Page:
Join Chris Orwig for an in-depth discussion in this video Creating photographs deepens who we are, part of Narrative Portraiture: On Location in New York with Rodney Smith.
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Rodney Smith: Well, you know, this one thing that was very helpful for me was Inge…Morath, who was the photographer who actually got me to Magnum. I don't know.…Inge Morath once said to me--you know, because there have always been…thousands of people who want to be photographers--and she said to me. "Look, if…you are good, there is always room."…And I have found that advice-- I remember it very well, and it…was many, many, many years ago.…
And I remember that very well, because, like, you have to remember, no one has…held a gun to one's head to be a photographer;…it's something one chooses on their own volition. And it's not easy.…There's a lot of competition.…There is a lot of difficulties with it, all over the place.…But it's something you choose, and it's really important, even though there are…times where one wants to become cynical or angry or resentful, to really not let…yourself do that, to realize this is a life freely chosen, and the good and the…bad comes with that.…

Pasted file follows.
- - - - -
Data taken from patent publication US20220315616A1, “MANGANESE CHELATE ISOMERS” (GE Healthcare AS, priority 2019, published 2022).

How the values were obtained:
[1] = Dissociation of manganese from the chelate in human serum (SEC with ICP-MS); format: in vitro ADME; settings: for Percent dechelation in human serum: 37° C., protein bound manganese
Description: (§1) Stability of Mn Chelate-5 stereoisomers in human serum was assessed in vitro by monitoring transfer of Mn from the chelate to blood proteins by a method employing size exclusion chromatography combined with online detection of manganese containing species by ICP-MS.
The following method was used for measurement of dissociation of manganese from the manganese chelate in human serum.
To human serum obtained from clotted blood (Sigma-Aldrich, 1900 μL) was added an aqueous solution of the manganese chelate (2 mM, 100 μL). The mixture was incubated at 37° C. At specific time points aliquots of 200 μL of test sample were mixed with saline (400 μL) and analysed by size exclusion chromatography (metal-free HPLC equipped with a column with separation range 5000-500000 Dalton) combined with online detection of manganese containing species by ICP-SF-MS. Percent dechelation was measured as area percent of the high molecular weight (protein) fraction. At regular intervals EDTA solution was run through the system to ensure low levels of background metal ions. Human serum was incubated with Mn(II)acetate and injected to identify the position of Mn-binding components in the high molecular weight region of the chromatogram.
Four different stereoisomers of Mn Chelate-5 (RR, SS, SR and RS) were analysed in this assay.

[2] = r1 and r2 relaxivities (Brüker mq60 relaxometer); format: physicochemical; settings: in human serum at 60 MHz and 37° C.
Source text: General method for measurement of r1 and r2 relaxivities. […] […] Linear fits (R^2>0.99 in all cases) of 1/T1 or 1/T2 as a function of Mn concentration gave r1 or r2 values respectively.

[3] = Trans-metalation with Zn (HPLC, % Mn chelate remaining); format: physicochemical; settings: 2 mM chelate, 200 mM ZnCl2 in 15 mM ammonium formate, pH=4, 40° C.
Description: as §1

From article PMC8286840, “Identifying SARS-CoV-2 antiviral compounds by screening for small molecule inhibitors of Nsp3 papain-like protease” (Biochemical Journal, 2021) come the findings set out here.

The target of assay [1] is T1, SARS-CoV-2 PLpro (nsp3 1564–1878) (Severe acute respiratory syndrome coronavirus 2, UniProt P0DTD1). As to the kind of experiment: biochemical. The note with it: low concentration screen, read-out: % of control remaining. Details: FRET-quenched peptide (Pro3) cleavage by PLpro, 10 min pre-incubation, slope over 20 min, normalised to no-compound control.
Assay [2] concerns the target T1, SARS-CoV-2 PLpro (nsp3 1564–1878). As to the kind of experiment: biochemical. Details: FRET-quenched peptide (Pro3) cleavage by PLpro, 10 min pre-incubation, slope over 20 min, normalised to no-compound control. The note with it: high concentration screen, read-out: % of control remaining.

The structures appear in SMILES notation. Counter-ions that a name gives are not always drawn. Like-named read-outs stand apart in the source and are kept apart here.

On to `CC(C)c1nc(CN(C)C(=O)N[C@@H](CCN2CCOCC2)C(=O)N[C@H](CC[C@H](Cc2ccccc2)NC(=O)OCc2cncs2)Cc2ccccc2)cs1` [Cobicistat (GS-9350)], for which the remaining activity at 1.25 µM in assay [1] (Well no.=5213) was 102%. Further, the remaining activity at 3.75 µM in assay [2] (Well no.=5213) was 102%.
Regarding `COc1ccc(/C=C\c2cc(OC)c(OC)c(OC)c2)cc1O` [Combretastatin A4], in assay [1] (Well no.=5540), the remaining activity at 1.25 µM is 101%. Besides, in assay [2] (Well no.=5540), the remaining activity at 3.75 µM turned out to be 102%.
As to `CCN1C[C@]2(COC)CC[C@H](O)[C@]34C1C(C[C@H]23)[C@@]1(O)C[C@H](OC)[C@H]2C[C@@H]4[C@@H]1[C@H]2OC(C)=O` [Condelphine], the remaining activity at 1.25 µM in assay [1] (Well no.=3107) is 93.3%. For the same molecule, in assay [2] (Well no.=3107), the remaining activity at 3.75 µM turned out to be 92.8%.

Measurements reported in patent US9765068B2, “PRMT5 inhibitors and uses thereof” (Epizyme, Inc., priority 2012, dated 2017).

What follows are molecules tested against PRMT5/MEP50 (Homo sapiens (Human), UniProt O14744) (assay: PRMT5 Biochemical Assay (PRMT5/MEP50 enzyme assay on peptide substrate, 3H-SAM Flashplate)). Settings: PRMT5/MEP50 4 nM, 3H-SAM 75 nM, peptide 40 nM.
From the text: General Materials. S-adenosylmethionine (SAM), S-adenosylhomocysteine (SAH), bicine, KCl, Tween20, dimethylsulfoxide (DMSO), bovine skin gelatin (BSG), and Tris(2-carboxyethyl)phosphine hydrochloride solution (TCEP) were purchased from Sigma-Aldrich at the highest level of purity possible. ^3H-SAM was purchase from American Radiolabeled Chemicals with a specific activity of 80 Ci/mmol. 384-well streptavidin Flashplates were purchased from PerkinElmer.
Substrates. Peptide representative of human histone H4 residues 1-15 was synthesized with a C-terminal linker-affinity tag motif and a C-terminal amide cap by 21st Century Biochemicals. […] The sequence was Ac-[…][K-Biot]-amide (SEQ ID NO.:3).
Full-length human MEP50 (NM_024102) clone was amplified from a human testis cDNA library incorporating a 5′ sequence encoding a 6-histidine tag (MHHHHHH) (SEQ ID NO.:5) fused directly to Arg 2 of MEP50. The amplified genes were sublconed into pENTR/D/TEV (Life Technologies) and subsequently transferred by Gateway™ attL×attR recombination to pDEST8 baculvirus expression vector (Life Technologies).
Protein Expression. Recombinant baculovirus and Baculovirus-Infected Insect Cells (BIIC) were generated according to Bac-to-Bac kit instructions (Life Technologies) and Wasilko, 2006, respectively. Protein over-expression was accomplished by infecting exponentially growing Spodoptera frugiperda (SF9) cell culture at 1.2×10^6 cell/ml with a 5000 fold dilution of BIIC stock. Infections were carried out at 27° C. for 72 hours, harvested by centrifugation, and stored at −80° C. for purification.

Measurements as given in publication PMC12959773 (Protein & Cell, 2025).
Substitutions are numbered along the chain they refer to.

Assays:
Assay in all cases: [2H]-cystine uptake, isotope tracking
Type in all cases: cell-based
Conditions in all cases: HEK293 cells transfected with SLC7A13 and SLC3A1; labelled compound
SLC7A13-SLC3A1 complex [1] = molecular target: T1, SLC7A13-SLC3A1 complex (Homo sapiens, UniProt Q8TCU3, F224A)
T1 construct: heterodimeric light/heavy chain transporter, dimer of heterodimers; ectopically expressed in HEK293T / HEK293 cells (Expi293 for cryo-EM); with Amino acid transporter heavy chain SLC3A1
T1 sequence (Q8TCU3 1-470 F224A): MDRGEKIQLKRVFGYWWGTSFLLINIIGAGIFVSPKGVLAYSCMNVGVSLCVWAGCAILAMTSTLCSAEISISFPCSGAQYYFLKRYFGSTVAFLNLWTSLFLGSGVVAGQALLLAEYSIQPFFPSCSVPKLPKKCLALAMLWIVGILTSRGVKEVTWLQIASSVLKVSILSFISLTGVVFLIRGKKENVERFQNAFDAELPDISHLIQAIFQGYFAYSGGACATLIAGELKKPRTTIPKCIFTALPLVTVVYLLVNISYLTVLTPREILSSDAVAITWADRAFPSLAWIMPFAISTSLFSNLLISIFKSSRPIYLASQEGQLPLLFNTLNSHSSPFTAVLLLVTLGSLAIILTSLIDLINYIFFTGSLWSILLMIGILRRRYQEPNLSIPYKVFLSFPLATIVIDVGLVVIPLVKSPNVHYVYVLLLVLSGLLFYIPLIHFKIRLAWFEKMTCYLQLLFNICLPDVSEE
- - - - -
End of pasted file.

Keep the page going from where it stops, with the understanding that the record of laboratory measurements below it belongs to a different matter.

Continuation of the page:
Chris Orwig: Photography is indeed competitive--fiercely competitive.…
The course begins with a wide-ranging conversation between Chris and Rodney, during which they discuss Rodney's work, his approach to photography and models, his love of film and of black and white, and the importance of creating photographs that both ask questions and tell stories. Next, Chris tours Rodney Smith's studio, including the darkroom, to get more familiar with Rodney before photographing him.
Chris then takes a series of portraits of Rodney. Along the way, he reviews his gear choices and the compositional decisions he makes, and discusses the importance of committing photographs to paper, particularly in today's digital age. Finally, Chris reviews the images and shares some insights from his conversation with Rodney.